Private Posts / Groups
Private Posts / Groups was a session at IndieWeb Summit 2019.
Notes archived from https://etherpad.indieweb.org/shareprivately
IndieWeb Summit 2019
Session: Private Posts and Groups
When: 2019-06-29 16:10
- Jonathan LaCour
- David Bryant
- Jack Jamieson
- Greg McVerry
- Marty McGuire
- Johannes Ernst
- Sam Menza
Useful prior art:
Aaron Parecki has this feature in his CMS, and he implements it by having a post be flagged as private to specified domain names, which represent IndieWeb identities that can see the post if they IndieAuth. Problems with this approach:
- How to handle feeds?
- How to get the original URL of the private post?
- It requires the consumer to use IndieAuth, which they may not be able to
- Sebastiaan Andeweg supports this as well https://seblog.nl/2019/06/28/8/surf-the-web-at-lightning-speed with a very similar feature set.
Groups are another topic of interest, rather than having to specify a list of domains, you could theoretically create a group that could be reused, like “Family” or “Friends.”
How to share access to the content? Links could be emailed that allow access directly. A site could offer usernames and passwords for folks that cannot (currently) use IndieAuth.
Notifications are a big challenge as well. How do you notify someone that content has been shared to them? fluffy views this as the biggest challenge.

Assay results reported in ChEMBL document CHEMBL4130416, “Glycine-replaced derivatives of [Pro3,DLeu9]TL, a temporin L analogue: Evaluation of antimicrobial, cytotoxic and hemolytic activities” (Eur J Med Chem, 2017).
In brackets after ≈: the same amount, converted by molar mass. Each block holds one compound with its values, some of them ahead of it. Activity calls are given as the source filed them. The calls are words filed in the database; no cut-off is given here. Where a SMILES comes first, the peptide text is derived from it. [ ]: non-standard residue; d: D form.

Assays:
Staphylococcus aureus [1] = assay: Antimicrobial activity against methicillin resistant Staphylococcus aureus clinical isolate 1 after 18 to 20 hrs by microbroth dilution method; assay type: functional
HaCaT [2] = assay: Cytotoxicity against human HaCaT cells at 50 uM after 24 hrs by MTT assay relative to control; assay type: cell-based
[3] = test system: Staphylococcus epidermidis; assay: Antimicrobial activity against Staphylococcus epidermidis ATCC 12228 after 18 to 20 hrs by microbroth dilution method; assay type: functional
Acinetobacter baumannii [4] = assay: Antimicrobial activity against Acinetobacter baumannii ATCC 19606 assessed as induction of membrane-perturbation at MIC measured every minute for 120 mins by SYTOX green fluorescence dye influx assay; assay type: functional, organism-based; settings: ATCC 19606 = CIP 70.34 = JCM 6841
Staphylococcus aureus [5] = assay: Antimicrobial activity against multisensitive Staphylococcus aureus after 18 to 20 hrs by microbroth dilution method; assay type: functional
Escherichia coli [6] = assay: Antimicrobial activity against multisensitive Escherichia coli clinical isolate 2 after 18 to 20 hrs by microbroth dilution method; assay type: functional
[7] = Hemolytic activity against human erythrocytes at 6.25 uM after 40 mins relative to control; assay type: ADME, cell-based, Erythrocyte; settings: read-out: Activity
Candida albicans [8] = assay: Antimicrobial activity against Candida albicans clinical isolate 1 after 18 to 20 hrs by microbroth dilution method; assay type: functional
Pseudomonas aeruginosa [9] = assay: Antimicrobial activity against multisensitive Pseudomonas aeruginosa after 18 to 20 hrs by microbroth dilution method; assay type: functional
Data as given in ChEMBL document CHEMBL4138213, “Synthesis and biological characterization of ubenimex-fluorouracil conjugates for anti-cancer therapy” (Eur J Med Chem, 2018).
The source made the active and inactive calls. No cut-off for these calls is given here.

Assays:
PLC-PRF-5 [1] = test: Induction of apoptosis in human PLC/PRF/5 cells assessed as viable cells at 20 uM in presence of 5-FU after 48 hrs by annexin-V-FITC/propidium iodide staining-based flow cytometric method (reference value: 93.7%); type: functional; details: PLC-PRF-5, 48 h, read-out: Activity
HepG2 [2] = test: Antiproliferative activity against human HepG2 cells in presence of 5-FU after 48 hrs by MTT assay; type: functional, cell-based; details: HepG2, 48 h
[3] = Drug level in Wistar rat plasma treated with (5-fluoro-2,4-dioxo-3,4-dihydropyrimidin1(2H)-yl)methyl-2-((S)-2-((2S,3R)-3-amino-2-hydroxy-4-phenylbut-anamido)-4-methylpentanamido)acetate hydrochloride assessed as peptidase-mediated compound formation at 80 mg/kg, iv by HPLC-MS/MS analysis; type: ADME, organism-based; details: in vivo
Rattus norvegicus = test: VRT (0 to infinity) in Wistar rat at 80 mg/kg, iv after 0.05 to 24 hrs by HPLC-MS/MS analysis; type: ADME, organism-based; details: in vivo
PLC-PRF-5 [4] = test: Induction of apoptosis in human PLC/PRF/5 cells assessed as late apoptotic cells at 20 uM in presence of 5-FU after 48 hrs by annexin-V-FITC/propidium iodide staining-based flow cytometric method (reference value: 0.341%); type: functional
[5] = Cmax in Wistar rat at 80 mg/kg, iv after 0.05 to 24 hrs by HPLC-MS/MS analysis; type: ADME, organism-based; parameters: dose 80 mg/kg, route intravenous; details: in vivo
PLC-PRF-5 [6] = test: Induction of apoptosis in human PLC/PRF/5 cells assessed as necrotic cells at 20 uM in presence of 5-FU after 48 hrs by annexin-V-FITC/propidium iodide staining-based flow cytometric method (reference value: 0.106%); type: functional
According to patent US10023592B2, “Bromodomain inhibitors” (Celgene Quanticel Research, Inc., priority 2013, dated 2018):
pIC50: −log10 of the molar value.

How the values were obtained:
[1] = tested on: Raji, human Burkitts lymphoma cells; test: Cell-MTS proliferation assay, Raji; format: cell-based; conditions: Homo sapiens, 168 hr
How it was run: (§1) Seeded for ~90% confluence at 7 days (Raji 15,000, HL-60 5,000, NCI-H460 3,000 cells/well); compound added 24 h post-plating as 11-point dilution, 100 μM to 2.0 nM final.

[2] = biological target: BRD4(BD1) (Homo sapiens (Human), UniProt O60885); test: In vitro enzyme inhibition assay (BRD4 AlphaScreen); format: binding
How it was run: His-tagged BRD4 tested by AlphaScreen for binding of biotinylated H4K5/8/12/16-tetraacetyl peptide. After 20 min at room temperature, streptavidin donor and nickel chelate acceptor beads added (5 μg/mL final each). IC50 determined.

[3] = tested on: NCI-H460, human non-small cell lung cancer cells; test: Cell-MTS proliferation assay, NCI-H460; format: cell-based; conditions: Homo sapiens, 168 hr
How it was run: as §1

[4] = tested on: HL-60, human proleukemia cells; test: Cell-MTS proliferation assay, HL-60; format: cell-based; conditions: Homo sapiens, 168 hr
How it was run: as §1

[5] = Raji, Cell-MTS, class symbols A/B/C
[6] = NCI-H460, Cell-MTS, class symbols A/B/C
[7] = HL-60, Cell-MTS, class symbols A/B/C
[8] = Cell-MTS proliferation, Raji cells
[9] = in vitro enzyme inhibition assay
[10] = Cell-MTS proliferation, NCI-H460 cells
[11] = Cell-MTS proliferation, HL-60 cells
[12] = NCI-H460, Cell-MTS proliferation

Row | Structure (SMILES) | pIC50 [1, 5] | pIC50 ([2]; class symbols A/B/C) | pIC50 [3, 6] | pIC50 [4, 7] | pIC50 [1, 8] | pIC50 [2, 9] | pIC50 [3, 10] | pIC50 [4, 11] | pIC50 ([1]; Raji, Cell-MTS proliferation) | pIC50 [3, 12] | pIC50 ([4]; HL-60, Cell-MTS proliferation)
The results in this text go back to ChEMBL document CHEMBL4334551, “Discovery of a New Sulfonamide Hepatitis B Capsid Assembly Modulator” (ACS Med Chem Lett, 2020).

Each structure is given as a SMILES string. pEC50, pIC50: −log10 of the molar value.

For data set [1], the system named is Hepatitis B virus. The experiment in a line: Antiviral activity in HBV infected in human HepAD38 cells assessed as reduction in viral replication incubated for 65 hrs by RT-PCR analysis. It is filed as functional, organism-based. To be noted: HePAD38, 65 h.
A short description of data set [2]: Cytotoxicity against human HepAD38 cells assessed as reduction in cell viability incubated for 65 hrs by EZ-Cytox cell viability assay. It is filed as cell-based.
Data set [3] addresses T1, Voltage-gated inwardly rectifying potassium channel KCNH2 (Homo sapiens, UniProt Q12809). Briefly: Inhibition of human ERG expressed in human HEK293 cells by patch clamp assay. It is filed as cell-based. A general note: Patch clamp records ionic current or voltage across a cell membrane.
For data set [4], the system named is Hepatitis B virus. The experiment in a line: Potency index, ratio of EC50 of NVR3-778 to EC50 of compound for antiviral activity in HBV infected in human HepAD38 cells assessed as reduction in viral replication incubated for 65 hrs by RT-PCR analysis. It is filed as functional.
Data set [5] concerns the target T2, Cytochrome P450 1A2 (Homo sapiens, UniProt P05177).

- https://indieweb.org/private-webmention describes a method for notifying a site that there's a post that mentions them, and how to authenticate to get access to it site-to-site.
Marty McGuire: Seems to be all of these features are very tied to any given CMS, other than perhaps the concepts of a "Person" (with possible methods to automatically notify them of new posts they can see), and allowlists (for a given post to determine who can see it).
Jack Jamieson: Important to note what the attack vectors are that could compromise a private system - designing without those in mind likely to lead to problems
Jonathan LaCour: For non-IndieWeb identities, email with magic links might be the best option. (Or other notification mechanisms such as Twitter DMs or whatever.)
- fluffy: This still doesn't handle the use case of backfilling/archived content, though, or handling the follow vs subscribe dichotomy - post
Ryan Barrett suggested “secret” links as an option as well. Not totally secure, but much simpler than alternatives.